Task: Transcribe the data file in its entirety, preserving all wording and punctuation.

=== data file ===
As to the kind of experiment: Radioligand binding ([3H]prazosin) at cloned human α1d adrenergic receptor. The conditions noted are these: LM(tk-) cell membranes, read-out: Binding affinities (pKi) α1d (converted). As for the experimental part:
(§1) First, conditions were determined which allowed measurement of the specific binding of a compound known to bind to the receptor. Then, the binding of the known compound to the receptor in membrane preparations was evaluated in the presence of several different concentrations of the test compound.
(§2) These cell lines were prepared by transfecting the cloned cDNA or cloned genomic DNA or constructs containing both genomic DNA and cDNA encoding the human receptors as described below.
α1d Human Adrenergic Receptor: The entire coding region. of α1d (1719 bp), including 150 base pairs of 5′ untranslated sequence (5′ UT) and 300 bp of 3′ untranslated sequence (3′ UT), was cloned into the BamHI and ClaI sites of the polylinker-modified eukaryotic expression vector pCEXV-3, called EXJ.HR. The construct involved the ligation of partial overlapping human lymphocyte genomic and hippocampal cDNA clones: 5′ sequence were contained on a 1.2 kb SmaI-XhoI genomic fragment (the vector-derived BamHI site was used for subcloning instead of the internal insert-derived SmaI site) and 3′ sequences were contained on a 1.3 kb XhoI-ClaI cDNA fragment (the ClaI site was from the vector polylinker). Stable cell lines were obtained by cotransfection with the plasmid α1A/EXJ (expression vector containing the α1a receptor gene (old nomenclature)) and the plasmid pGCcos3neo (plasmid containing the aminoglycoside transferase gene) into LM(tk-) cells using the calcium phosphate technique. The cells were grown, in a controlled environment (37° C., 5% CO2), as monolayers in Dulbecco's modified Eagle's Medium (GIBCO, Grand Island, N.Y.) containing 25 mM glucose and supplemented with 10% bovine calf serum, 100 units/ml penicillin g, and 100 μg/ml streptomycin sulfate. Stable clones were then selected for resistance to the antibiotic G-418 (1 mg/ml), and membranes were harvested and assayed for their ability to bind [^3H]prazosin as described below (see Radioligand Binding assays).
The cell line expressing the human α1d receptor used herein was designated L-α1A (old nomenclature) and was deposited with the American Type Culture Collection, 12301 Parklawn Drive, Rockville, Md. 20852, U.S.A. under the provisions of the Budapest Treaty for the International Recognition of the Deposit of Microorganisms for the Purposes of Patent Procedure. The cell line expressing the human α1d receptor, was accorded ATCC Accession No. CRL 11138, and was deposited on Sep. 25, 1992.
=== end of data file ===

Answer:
As to the kind of experiment: Radioligand binding ([3H]prazosin) at cloned human α1d adrenergic receptor. The conditions noted are these: LM(tk-) cell membranes, read-out: Binding affinities (pKi) α1d (converted). As for the experimental part:
(§1) First, conditions were determined which allowed measurement of the specific binding of a compound known to bind to the receptor. Then, the binding of the known compound to the receptor in membrane preparations was evaluated in the presence of several different concentrations of the test compound.
(§2) These cell lines were prepared by transfecting the cloned cDNA or cloned genomic DNA or constructs containing both genomic DNA and cDNA encoding the human receptors as described below.
α1d Human Adrenergic Receptor: The entire coding region. of α1d (1719 bp), including 150 base pairs of 5′ untranslated sequence (5′ UT) and 300 bp of 3′ untranslated sequence (3′ UT), was cloned into the BamHI and ClaI sites of the polylinker-modified eukaryotic expression vector pCEXV-3, called EXJ.HR. The construct involved the ligation of partial overlapping human lymphocyte genomic and hippocampal cDNA clones: 5′ sequence were contained on a 1.2 kb SmaI-XhoI genomic fragment (the vector-derived BamHI site was used for subcloning instead of the internal insert-derived SmaI site) and 3′ sequences were contained on a 1.3 kb XhoI-ClaI cDNA fragment (the ClaI site was from the vector polylinker). Stable cell lines were obtained by cotransfection with the plasmid α1A/EXJ (expression vector containing the α1a receptor gene (old nomenclature)) and the plasmid pGCcos3neo (plasmid containing the aminoglycoside transferase gene) into LM(tk-) cells using the calcium phosphate technique. The cells were grown, in a controlled environment (37° C., 5% CO2), as monolayers in Dulbecco's modified Eagle's Medium (GIBCO, Grand Island, N.Y.) containing 25 mM glucose and supplemented with 10% bovine calf serum, 100 units/ml penicillin g, and 100 μg/ml streptomycin sulfate. Stable clones were then selected for resistance to the antibiotic G-418 (1 mg/ml), and membranes were harvested and assayed for their ability to bind [^3H]prazosin as described below (see Radioligand Binding assays).
The cell line expressing the human α1d receptor used herein was designated L-α1A (old nomenclature) and was deposited with the American Type Culture Collection, 12301 Parklawn Drive, Rockville, Md. 20852, U.S.A. under the provisions of the Budapest Treaty for the International Recognition of the Deposit of Microorganisms for the Purposes of Patent Procedure. The cell line expressing the human α1d receptor, was accorded ATCC Accession No. CRL 11138, and was deposited on Sep. 25, 1992.